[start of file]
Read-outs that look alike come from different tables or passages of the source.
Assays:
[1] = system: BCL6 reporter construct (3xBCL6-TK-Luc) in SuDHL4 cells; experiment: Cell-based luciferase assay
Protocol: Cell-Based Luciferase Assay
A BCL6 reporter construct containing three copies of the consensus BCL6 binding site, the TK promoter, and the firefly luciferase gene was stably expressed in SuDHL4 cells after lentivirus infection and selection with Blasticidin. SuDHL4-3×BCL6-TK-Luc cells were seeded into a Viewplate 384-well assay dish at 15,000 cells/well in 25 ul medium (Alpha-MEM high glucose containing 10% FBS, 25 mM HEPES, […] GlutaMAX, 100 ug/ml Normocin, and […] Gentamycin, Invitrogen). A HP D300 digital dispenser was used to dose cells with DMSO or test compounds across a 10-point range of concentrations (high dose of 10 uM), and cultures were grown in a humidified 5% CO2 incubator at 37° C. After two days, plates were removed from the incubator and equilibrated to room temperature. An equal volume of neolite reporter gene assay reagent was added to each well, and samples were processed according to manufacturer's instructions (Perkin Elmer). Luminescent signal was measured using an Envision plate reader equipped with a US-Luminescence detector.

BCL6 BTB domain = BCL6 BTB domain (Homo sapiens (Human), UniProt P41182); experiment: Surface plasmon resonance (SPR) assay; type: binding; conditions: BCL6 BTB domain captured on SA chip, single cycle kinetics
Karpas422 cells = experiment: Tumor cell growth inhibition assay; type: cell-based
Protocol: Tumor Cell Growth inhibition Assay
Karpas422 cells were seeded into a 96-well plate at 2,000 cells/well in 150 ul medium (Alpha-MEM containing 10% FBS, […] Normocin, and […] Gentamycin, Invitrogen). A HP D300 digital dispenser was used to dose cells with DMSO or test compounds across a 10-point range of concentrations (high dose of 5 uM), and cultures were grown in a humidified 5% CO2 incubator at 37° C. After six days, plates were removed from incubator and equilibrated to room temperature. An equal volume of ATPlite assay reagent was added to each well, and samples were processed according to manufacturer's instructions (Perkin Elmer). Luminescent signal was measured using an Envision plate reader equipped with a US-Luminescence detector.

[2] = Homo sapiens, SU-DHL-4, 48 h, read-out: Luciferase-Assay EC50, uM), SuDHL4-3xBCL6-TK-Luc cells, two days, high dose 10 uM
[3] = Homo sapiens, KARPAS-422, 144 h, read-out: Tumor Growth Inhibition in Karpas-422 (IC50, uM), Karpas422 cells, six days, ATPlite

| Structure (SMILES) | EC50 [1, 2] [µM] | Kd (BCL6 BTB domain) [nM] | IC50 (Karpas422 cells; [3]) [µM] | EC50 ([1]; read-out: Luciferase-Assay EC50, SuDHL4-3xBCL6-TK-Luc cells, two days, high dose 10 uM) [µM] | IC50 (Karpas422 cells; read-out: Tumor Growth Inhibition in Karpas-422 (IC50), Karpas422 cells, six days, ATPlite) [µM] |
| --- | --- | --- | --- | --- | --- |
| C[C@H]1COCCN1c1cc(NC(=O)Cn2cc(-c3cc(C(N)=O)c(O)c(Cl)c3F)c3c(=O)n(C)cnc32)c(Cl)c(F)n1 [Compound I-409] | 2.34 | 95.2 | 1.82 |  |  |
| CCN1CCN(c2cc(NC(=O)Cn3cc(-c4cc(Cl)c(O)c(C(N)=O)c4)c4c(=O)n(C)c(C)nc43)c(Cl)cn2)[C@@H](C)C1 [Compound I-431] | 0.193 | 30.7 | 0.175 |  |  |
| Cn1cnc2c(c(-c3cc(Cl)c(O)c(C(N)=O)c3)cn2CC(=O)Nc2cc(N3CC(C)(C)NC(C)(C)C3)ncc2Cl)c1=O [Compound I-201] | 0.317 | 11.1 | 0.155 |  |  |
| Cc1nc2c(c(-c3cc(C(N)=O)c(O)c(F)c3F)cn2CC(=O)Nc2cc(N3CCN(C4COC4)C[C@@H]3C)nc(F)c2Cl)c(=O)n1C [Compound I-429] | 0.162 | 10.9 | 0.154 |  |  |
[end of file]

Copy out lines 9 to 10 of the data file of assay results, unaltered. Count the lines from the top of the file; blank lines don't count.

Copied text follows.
Karpas422 cells were seeded into a 96-well plate at 2,000 cells/well in 150 ul medium (Alpha-MEM containing 10% FBS, […] Normocin, and […] Gentamycin, Invitrogen). A HP D300 digital dispenser was used to dose cells with DMSO or test compounds across a 10-point range of concentrations (high dose of 5 uM), and cultures were grown in a humidified 5% CO2 incubator at 37° C. After six days, plates were removed from incubator and equilibrated to room temperature. An equal volume of ATPlite assay reagent was added to each well, and samples were processed according to manufacturer's instructions (Perkin Elmer). Luminescent signal was measured using an Envision plate reader equipped with a US-Luminescence detector.

[2] = Homo sapiens, SU-DHL-4, 48 h, read-out: Luciferase-Assay EC50, uM), SuDHL4-3xBCL6-TK-Luc cells, two days, high dose 10 uM